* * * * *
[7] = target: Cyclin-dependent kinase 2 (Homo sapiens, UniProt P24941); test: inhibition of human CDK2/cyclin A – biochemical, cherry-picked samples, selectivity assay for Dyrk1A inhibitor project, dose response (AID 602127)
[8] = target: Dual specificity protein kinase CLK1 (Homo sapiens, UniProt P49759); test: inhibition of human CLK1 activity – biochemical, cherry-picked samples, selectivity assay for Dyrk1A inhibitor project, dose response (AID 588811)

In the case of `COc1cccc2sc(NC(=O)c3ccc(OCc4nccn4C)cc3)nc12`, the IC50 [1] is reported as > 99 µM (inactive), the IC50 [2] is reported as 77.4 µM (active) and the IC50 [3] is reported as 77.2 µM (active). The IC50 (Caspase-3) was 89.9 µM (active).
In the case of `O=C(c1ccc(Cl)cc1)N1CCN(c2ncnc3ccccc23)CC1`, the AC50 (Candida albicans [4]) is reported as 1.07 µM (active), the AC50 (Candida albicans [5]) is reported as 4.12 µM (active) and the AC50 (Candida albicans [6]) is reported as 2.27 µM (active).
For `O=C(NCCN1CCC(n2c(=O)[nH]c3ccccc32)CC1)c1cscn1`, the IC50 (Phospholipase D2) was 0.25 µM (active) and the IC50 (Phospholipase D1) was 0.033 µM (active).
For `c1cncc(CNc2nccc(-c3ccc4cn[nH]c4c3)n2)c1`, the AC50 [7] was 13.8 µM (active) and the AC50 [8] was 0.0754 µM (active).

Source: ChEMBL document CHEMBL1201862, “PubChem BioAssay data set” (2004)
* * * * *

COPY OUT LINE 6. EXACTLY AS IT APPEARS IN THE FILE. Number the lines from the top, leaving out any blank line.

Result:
For `c1cncc(CNc2nccc(-c3ccc4cn[nH]c4c3)n2)c1`, the AC50 [7] was 13.8 µM (active) and the AC50 [8] was 0.0754 µM (active).